The 304 Not Modified Header is sent by servers to trigger caching mechanisms in the browser – this in turn lowers the bandwidth usage of both the client and the server.
Typically a browser will request a resource and save it in its cache, on the next request of the same resource, the browser will send a IF-MODIIED-SINCE header along with its GET Request, the CMS on the server-side would then check if the requested resource has been changed after the IF-MODIFIED-SINCE date provided by the browser – if this is not the case, a 304 Not Modified will be delivered, and the browser should instead load the resource from its cache.
The below is a HTTP GET Request, as performed by a browser, followed by a Status Code delivered by the server.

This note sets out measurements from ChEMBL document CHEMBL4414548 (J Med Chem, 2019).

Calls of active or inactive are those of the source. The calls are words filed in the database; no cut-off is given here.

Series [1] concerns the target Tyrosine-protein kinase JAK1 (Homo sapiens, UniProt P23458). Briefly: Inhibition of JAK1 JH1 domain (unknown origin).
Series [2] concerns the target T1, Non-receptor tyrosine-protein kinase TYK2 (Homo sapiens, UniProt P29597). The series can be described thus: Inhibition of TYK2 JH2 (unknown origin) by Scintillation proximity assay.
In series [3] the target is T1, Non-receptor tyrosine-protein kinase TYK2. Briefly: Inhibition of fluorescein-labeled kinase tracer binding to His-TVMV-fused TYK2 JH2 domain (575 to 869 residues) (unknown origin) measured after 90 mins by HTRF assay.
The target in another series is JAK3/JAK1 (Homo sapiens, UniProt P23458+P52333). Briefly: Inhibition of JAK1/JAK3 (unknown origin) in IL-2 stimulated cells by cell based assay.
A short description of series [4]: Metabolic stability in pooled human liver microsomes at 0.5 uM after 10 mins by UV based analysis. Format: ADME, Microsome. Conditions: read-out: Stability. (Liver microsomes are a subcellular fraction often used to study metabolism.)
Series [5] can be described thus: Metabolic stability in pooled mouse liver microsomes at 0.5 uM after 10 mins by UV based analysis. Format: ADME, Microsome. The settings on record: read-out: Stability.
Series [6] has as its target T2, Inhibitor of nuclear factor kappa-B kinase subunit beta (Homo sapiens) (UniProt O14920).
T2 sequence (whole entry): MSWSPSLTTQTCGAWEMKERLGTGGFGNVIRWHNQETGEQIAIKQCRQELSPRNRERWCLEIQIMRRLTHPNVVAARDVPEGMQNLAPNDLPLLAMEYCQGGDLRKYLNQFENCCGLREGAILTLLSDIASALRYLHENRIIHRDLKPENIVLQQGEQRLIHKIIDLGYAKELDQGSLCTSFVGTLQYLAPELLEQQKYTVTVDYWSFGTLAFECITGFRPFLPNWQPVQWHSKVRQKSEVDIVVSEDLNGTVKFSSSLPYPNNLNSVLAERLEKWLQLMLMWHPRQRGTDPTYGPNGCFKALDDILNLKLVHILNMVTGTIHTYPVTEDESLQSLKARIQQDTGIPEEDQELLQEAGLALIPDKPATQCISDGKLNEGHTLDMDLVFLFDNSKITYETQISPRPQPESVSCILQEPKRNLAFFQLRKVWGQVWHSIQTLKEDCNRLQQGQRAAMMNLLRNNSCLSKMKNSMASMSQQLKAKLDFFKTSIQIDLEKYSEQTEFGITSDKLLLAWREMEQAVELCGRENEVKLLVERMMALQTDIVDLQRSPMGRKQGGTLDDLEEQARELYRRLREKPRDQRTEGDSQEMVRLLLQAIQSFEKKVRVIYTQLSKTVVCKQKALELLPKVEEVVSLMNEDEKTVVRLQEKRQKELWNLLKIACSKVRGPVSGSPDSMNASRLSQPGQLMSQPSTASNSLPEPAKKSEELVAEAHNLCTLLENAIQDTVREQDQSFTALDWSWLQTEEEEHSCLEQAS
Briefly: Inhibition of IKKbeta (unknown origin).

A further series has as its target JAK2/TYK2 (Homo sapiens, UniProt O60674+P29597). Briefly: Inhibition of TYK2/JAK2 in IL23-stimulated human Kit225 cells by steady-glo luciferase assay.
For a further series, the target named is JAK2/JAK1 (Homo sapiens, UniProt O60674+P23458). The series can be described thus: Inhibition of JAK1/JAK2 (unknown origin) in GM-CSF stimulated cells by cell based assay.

Request URL:http://brugbart.com/http-304-not-modified Request Method:GET Status Code:304 Not Modified
When delivering a 304 response, no response body should be sent along with the headers.
Caching of Static Files
Caching of static files are typically controlled by the HTTP server, while dynamic resources will need to be controlled programmatically.
If a static file has not been changed, the server will usually automatically respond with a HTTP 304 response code.
Caching of Dynamic Resources
Even when caching of resources is accounted for in the code, there may still be a problem if the code itself is updated – this is where the Etag header comes in. The Etag header is usually just a hash of the filesize of the script generating the resource – if the Etag changes, or the IF-MODIFIED-SINCE date doesn't match the current timestamp, the server will just respond with a standard 200 OK Header.
Caching of dynamic content can be improved even further than just using the 304 Not Modified header, such as caching the generated pages, eliminating the need to create the same content repeatedly.